Celebrating Christmas through art: Five inspirational paintings • Art de Vivre
Celebrating Christmas through art: Five inspirational paintings

Celebrating Christmas through art: Five inspirational paintings

Nativity scenes, one of the most central and recognizable themes in early Christian art, have been depicted throughout history through various mediums including mosaics, sculptures and paintings. But what about artworks that capture the excitement of celebrating during this holiday season?

Christmas, which of course today entails rushing to get everything ready, decorating, wrapping gifts during the cold snowy season, has also been a great source of inspiration for many European artists. Here we look at five inspirational Christmas paintings created over the past centuries.


Viggo Johansen’s ‘Silent Night’, 1891

Viggo Johansen, Silent Night, 1891 – Wikipedia Commons. - Alina MAKSIMOVA
Viggo Johansen, Silent Night (1891)

Danish artist Viggo Johansen (1851-1935) depicted everything from landscapes to portraits and domestic chores. ‘Silent Night’ is set in Johansen’s home, where his family celebrated Christmas. But of course it would have been impossible to finish the painting in just one night. So throughout 1891, every member of the artist’s family had been posing for him to draw the details and the decorations were kept intact, just as they had been displayed on Christmas Day the previous year. It was probably a bit unusual for the artist's family members to spend a Christmas relegated to just one of the rooms of their house, but this slight inconvenience brought this wondrous painting to life.

Albert Chevallier Tayler’s ‘The Christmas Tree’, 1911

Albert Chevallier Tayler, The Christmas Tree (1911) © Wikipedia Commons - Alina MAKSIMOVA
Albert Chevallier Tayler, The Christmas Tree (1911)

Another heart-warming scene depicting Christmas celebrations was made by English painter Albert Chevallier Tayler (1862-1925). This idyllic painting shows a big family during the holiday evening. A man is seen calmly resting near the fireplace and looking after a boy playing with his new toy, a mother probably telling tales or singing to her little child, and a group of children decorating the Christmas tree and admiring the lights of the candles on it. It feels as though even the cold weather seeping in through their partly covered window can’t interrupt their cosy, magical evening.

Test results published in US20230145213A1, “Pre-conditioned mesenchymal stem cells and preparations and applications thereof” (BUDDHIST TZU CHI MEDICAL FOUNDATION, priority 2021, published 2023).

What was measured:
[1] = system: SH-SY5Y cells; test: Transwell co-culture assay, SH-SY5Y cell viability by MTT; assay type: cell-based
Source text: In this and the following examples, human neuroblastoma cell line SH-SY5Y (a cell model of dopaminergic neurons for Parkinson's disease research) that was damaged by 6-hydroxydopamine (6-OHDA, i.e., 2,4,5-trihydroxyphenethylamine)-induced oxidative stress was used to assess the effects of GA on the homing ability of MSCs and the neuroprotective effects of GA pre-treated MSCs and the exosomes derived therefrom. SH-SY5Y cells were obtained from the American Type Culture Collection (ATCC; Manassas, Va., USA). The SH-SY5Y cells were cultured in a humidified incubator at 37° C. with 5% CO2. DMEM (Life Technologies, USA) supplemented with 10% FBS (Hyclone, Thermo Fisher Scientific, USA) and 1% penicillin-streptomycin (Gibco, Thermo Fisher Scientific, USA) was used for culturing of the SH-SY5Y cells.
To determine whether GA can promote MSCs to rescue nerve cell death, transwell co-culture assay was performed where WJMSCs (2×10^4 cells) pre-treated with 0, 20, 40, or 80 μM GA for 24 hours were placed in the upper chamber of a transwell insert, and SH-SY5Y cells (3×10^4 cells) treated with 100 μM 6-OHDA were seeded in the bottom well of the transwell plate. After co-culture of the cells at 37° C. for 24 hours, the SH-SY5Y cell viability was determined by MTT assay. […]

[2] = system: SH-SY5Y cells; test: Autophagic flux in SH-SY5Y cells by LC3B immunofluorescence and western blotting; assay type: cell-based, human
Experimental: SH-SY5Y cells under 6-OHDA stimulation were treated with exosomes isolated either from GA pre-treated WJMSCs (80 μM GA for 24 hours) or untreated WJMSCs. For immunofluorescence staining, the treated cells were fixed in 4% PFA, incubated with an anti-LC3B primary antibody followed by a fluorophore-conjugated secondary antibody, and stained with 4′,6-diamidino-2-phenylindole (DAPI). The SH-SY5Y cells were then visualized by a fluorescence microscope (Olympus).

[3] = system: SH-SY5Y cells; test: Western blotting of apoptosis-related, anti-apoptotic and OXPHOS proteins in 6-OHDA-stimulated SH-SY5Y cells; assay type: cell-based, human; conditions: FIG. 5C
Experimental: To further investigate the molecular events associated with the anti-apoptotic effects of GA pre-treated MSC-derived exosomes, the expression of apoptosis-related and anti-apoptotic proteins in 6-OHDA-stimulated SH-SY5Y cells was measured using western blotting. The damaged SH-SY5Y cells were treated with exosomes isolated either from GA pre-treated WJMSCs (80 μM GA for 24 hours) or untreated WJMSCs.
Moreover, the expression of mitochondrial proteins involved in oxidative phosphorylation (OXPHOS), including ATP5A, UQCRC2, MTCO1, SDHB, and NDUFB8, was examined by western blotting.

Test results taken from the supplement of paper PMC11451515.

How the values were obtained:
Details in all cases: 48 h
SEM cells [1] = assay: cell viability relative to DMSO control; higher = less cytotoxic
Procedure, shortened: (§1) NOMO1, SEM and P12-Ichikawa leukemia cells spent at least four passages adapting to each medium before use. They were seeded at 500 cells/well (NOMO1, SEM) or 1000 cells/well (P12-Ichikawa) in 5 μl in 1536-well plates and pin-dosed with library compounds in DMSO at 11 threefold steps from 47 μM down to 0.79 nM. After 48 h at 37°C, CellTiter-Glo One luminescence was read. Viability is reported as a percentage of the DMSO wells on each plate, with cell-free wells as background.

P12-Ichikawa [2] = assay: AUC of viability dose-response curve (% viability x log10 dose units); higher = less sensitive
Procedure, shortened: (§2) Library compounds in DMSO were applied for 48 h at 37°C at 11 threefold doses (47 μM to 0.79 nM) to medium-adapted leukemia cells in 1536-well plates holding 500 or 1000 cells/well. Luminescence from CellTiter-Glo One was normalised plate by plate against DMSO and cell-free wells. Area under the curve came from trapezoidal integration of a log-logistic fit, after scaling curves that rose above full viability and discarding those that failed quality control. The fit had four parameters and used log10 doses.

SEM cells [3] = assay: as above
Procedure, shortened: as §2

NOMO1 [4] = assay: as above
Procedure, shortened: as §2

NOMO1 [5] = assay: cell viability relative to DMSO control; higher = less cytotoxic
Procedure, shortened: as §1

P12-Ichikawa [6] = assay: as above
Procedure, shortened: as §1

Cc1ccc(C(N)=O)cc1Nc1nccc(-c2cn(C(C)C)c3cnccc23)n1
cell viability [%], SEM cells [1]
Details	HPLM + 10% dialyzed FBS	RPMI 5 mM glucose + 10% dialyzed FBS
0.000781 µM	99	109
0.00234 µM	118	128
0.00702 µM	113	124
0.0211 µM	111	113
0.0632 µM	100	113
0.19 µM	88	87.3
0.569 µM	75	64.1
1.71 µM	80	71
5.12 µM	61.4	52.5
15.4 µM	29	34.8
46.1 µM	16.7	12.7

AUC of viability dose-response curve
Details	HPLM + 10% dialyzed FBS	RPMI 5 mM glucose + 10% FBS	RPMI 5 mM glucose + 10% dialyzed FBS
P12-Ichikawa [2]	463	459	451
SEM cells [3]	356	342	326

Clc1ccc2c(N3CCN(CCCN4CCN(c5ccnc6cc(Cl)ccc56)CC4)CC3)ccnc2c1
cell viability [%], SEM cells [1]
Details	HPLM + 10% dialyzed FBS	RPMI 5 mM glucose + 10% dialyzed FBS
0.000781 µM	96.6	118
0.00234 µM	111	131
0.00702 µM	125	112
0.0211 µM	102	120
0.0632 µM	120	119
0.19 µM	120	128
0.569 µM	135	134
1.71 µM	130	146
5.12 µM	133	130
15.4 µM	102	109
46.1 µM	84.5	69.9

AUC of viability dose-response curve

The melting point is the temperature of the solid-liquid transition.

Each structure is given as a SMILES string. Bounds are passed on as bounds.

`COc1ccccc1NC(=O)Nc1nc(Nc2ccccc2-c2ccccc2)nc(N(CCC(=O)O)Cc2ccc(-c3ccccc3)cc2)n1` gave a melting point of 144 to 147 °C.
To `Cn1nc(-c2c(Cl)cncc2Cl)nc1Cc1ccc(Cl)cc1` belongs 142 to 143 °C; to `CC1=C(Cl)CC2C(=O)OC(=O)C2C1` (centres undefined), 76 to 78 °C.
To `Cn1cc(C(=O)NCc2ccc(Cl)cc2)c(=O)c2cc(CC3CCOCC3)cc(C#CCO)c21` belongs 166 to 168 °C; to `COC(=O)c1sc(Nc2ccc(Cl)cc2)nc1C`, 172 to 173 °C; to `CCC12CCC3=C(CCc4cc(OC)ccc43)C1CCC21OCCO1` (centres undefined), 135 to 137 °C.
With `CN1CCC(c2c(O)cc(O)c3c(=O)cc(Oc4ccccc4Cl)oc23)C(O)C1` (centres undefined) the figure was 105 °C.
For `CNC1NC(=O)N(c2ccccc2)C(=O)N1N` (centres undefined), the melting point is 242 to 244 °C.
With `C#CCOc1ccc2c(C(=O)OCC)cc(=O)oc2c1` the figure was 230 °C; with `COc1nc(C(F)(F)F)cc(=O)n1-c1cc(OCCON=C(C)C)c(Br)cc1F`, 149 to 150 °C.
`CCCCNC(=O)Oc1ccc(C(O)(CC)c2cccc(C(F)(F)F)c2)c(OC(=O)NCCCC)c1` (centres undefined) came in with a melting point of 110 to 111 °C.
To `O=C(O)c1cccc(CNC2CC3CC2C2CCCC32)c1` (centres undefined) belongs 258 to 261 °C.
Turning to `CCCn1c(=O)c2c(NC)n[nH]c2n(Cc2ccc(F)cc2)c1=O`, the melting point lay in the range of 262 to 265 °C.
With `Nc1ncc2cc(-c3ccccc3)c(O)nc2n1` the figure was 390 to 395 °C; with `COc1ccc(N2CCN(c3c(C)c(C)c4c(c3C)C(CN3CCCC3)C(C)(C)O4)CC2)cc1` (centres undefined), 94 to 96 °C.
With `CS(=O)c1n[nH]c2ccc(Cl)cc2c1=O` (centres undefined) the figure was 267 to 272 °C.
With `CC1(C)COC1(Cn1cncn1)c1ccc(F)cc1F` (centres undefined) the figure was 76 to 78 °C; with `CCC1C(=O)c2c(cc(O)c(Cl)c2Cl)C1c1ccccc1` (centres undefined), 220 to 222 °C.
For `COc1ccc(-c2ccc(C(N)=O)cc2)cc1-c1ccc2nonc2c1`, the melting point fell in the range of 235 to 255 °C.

Marcel Rieder’s “Decorating the Christmas Tree” 1898

Marcel Rieder, Decorating the Christmas Tree (1898) © Wikipedia Commons - Alina MAKSIMOVA
Marcel Rieder, Decorating the Christmas Tree (1898)

Many artists have depicted the joyful act of decorating a Christmas tree. French painter Marcel Rieder (1862-1942), who is known for his paintings of peaceful domestic scenes lit by lamps, painted ‘Decorating the Christmas Tree’ (1898). This is a painting in which Riedel created an intimate and magical atmosphere in the run up to Christmas. There are no happy children running around — just a young woman decorating the tree alone. But still, the lights of the lamps on the table arm softly lighten the room to create that miraculous, magical Christmas atmosphere.

Joseph Farquharson’s ‘The Shortening Winter’s Day’, 1903

Joseph Farquharson, The Shortening Winter’s Day (1903) © Wikipedia Commons - Alina MAKSIMOVA
Joseph Farquharson, The Shortening Winter’s Day (1903)

Joseph Farquharson (1846-1935) wasn’t just an artist but also the owner of a 20,000-acre estate in Aberdeenshire. So it is no wonder that one of his favourite themes for paintings was the surrounding landscape. He was even given the nickname ‘Frozen Mutton Farquharson’ for painting so many winter landscapes. In ‘The Shortening Winter’s Day’ (1903), the artist depicted sheep walking through the snow, lit by the golden evening sun. This painting became more well-known after being featured on the popular Hallmark Christmas cards.

Paul Cornoyer’s ‘Christmas in Madison Square Park’ (1912)

Paul Cornoyer, Christmas in Madison Square Park © Artnet - Alina MAKSIMOVA
Paul Cornoyer, Christmas in Madison Square Park © Artnet

Public Christmas trees are an important tradition during this holiday season. ‘Christmas in Madison Square Park’ (1912) painted by American artist Paul Cornoyer shows what is probably one of the first official public Christmas trees in New York, in Madison Square park. It shows a beautiful Christmas tree lit with thousands of lights and a bright star on the top standing in the middle of the park on a frosty evening. A couple of passers-by admire its beauty while peacefully walking, probably on their way to Christmas dinner. Because nothing is better than a pleasant stroll before the big celebration, right?


Stay inspired throughout the winter and make sure you also explore our selection of delightful classical concerts in London and must-read classic books.

Photo credits:  © Wikipedia Commons

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